Besides, I am under the impression, you just want to keep bears away rather than the theorical possibility of spooking a dangerous wildlife in the alders. That is how I got charged at, the animal was bedded down and the dog was somewhere else and I waded through a bush and scared the moose. No dog could had made that situation avoidable. Only I could, and I chose to push through the thickets. I didn't have to.

    But on the other hand, bears are relatively easy to keep away. I have no doubt most dogs can do this.

    Get a good rifle or shotgun, bear-spray with a chest holster, multitools (eg. Swiss Army or Leatherman), a skinning knife, a sheath knife and a pair of carbon-fiber trekking poles (for lightweightness, stability while walking, avoiding falling with a firearm and making yourself look bigger) and you have a comprehensive toolbox for self-defense in all situations. All of these have multiple purposes. Sidearm optional.
  • The more dogs there is on a hunt, the more responsibility one need to burden. Pack mentality kicks in. One of the members here had a case of pack-mentality that went horribly wrong.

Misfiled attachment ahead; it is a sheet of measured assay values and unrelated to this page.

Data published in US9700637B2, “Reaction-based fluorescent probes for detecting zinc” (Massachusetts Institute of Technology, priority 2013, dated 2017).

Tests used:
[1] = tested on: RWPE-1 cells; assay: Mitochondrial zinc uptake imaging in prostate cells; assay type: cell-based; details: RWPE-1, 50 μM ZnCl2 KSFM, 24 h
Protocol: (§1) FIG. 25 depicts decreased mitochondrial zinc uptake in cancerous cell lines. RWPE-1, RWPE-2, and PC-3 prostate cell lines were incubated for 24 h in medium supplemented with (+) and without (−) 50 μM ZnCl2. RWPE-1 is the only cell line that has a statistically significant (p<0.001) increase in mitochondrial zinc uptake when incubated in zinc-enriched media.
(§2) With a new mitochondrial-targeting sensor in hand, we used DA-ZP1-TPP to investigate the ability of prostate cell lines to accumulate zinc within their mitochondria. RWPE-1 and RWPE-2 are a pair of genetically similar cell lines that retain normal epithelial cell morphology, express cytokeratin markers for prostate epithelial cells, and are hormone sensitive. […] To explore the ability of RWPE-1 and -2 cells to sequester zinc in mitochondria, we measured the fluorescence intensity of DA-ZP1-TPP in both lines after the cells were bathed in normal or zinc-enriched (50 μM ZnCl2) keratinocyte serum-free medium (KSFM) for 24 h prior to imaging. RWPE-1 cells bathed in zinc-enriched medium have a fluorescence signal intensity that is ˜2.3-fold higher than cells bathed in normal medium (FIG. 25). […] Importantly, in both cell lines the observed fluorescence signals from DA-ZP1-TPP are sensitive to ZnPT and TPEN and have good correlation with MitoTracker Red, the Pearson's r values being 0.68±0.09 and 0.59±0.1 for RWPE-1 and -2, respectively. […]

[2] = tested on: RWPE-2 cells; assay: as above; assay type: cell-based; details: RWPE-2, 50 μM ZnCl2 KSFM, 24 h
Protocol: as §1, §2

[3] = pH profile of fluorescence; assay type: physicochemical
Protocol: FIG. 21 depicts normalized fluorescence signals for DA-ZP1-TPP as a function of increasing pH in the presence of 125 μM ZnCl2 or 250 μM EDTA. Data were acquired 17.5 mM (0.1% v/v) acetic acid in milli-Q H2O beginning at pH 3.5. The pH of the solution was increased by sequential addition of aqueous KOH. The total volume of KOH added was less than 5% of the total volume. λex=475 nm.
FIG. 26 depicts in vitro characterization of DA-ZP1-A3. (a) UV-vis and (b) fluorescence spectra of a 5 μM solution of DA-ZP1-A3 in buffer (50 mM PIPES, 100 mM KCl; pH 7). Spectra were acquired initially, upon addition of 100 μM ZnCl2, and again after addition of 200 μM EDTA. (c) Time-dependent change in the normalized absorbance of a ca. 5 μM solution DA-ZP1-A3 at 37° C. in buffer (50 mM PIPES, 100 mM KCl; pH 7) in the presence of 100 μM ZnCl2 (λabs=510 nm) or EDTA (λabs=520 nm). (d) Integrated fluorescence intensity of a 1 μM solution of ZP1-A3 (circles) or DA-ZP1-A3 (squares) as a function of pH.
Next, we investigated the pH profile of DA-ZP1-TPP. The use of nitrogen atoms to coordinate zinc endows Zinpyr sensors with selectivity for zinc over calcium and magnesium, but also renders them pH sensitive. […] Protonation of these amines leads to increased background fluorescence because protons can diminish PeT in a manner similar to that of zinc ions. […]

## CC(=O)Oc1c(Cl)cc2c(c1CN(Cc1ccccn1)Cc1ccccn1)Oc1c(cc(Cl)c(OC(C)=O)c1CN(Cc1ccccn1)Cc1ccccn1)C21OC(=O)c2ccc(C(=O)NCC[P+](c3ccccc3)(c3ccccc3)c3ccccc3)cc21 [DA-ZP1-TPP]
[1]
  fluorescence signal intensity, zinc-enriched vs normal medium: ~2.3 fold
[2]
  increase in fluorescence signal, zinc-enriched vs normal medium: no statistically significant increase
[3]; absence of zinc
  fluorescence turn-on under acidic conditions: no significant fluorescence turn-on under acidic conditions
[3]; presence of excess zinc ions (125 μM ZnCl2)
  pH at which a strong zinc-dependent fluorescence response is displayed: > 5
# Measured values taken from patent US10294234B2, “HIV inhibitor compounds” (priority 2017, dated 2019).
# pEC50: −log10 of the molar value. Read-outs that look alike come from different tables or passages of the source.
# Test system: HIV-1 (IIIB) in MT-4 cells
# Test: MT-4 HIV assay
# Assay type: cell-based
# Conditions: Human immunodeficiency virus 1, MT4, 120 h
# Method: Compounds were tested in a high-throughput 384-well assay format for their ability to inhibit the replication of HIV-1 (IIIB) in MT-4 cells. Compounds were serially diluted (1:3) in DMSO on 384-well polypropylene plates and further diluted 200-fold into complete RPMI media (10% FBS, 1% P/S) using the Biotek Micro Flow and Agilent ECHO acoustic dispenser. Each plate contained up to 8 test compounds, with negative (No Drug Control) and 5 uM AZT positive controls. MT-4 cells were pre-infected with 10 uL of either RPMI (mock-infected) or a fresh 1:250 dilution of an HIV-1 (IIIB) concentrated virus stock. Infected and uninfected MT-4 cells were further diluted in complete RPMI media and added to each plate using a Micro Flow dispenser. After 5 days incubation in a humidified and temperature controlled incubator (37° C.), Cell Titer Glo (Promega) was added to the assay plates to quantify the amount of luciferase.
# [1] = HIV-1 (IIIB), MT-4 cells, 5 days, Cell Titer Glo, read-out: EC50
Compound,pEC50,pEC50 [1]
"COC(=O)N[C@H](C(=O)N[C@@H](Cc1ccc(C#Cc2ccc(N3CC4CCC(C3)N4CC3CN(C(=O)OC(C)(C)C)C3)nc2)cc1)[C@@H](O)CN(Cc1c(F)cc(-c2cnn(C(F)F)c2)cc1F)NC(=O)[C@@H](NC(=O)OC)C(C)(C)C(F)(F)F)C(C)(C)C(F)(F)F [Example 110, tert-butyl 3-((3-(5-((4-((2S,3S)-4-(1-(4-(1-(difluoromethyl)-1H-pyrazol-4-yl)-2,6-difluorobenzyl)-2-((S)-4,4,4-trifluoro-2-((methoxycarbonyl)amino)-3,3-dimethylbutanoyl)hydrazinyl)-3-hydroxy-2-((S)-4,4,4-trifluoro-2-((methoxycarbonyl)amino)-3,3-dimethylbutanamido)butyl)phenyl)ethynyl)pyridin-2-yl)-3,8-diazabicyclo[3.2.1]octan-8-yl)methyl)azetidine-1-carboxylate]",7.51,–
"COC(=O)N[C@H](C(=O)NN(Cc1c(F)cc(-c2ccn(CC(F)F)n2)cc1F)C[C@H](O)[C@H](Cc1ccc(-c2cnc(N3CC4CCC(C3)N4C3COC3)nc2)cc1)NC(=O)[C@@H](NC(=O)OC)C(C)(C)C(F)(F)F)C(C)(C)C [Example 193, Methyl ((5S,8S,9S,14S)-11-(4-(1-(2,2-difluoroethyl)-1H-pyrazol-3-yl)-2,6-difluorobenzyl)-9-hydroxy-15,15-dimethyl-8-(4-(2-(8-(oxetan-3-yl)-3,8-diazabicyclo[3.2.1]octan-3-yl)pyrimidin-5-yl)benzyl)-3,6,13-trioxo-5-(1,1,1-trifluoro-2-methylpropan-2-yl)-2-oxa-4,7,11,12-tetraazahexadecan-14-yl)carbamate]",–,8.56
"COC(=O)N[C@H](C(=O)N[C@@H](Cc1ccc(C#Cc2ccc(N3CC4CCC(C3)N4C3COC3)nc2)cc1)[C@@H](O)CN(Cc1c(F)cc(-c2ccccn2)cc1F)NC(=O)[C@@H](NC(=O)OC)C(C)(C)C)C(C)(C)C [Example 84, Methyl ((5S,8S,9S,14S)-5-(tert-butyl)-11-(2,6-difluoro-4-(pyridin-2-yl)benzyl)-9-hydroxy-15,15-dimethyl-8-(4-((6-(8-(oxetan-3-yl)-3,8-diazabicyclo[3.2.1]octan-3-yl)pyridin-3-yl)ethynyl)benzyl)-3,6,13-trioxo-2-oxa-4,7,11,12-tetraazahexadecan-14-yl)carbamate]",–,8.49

I would leave the Malinois at home since he's an irreplaceable and invaluable investment. Hunting dogs regularly chance losing their lives. I wouldn't hunt with him, period, since I wouldn't want to lose him to dangerous herbivores, predators, the elements, mistaken identity (someone might think he is a coyote), cars et al. Hunting dogs are not disposable, but anyone who is involved in this sport knows that there are unforeseeable events and should be prepared to part with their dog(s).

    Stick with one or two dogs, regardless of breed. Easier to control them. Don't have 3 or more unless the trade-off is worth the risks (going further, jumping a deer and killing it, selective hearing, attacking strange dogs et al.) Even the most biddable breeds get out of control when hunting together.